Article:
A general model of legal conflict: Legal expenditure as a rent-seeking game
The model of strategic evidence gathering in Chapter 2 can be generalised to analyse litigation expenditure and explore various issues such as the endogenous determination of costs and the effect of cost-shifting rules. We illustrate some of these issues by considering the evidence-gathering framework in Chapter 2, involving a plaintiff and a defendant.
Suppose that the total cost of producing evidence is CP (eP) the plaintiff and CD (eD) for the defendant. Suppose that the likelihood ratio is:
Where f(.) and g(.) are increasing, concave functions. Suppose that the judgement has a value of $J to the plaintiff, and the defendant stands to lose $J if the plaintiff is successful. If they are both risk neutral, then the expected net benefits to the plaintiff of going to trial are:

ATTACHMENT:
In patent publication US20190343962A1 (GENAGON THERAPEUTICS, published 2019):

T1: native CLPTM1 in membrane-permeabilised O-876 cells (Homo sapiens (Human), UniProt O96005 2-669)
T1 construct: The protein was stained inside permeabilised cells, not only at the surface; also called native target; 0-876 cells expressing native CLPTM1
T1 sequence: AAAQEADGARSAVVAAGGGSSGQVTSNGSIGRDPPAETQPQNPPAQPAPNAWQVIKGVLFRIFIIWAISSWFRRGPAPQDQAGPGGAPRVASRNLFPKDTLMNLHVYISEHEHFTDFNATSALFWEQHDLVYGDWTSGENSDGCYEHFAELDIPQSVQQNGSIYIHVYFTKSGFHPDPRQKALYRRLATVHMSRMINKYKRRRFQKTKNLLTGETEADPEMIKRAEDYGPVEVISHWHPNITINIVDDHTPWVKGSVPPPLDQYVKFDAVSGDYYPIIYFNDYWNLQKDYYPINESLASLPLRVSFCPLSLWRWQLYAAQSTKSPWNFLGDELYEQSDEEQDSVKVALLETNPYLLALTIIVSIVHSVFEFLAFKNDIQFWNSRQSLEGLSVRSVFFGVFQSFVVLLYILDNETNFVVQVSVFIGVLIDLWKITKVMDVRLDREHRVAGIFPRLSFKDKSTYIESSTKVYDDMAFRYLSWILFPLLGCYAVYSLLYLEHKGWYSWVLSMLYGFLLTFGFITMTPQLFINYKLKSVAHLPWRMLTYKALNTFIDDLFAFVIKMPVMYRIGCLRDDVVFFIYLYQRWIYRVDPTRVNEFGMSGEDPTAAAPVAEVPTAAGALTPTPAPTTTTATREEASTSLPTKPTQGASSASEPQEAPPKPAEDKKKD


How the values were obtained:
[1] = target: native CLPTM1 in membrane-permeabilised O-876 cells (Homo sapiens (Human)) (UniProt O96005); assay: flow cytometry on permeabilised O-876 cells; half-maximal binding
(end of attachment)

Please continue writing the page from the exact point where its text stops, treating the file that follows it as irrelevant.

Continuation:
for the defendant. In an interior Nash equilibrium, the necessary first-order conditions are:
One obvious implication of (11.20) and (11.21) is that if the parties have identical cost functions and evidence production functions, they will employ the same amount of effort in the legal battle.